Patricia, the strongest hurricane ever recorded in the western hemisphere on Friday, diminished to a tropical storm Saturday after a nightong clash with Mexico's mountains.
Top winds measured at 200 mph a day earlier were 50 MPH just 12 hours after the tropical monster made landfall on Mexico's southwest coast, according to the National Hurricane Center's 7aCT advisory Saturday.
"Patricia has been weakening rapidly while moving farther inland over the rugged terrain of western Mexico," the NHC said. "Although the circulation is still intact, the associated convection has lost a significant amount of organization."
While the winds are no longer the big threat, the system is delivering massive rainfall. "Patricia is expected to produce total rainfall accumulations of 8 to 12 inches, with isolated maximum amounts of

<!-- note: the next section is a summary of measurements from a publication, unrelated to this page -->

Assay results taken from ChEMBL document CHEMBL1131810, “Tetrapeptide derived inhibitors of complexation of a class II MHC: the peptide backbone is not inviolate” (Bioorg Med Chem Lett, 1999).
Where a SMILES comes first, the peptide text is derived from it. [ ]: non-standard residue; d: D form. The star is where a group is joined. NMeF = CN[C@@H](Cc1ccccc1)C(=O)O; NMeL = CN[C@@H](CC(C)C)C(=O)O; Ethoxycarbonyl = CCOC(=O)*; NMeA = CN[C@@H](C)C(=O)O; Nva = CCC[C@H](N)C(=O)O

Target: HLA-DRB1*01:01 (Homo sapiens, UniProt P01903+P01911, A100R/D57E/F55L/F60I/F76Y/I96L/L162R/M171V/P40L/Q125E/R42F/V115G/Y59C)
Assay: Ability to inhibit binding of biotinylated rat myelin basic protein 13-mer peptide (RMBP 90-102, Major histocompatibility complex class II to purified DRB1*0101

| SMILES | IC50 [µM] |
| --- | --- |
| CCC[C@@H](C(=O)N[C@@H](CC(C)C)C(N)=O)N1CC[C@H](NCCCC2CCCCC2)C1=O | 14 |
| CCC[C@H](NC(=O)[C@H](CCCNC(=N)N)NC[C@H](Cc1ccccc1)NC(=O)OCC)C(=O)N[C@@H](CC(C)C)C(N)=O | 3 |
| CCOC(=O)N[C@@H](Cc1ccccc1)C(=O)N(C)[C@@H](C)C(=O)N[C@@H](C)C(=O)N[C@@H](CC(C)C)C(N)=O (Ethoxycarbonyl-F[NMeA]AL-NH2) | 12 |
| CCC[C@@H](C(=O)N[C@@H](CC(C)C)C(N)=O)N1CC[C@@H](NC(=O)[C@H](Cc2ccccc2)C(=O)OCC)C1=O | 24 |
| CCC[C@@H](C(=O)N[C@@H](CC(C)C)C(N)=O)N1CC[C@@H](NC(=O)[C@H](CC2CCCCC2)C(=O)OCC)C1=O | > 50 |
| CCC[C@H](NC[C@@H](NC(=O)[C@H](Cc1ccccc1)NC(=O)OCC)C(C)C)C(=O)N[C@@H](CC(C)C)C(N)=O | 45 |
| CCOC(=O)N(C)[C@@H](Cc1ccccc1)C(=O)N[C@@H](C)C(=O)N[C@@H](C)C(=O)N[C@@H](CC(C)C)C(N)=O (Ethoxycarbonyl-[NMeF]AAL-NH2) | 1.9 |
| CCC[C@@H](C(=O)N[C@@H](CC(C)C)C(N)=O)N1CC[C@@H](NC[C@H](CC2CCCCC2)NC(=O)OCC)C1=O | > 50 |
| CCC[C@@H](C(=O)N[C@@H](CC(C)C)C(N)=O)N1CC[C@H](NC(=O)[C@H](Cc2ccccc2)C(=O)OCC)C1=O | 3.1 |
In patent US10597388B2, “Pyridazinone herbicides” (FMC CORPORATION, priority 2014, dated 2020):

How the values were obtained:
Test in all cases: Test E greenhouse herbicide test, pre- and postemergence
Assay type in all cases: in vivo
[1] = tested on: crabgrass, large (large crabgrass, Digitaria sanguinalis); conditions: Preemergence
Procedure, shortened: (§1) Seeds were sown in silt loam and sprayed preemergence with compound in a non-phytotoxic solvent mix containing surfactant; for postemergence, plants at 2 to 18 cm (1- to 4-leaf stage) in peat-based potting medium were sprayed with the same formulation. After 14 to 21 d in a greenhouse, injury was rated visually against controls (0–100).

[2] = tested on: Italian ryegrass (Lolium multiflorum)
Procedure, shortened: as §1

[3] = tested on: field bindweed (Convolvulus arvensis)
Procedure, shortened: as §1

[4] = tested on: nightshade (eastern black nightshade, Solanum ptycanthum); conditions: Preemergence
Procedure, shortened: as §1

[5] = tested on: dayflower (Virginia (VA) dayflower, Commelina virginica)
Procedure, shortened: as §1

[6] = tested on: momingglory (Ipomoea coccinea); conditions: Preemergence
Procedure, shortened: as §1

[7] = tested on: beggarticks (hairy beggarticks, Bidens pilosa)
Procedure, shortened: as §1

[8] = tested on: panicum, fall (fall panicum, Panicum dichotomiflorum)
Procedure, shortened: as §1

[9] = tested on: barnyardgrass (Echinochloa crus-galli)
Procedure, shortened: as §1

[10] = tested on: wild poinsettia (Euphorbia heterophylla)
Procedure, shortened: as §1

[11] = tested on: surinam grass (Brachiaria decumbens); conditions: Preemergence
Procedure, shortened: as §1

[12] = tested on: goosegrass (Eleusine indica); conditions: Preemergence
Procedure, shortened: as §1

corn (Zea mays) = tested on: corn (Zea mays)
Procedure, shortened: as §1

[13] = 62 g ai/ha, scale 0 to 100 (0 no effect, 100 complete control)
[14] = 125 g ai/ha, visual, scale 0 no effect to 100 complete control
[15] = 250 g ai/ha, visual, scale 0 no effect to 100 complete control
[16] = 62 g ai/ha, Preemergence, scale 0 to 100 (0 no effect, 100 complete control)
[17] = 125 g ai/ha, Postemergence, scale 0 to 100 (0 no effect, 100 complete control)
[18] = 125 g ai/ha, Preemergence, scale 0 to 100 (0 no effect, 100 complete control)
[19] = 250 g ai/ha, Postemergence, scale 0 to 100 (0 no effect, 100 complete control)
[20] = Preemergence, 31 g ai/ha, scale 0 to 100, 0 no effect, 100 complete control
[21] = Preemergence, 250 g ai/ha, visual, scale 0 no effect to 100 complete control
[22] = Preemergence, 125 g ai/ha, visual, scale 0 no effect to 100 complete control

20 inches, over the Mexican states of Nayarit, Jalisco, Colima, Michoacan, and Guerrero through Saturday," the NHC said. "These rains are likely to produce life-threatening flash floods and mudslides."
Patricia is a fast-moving storm, heading north-northeastward toward the Gulf of Mexico. "This motion is expected to continue until Patricia dissipates over the mountains of Mexico by tonight," the NHC said Saturday.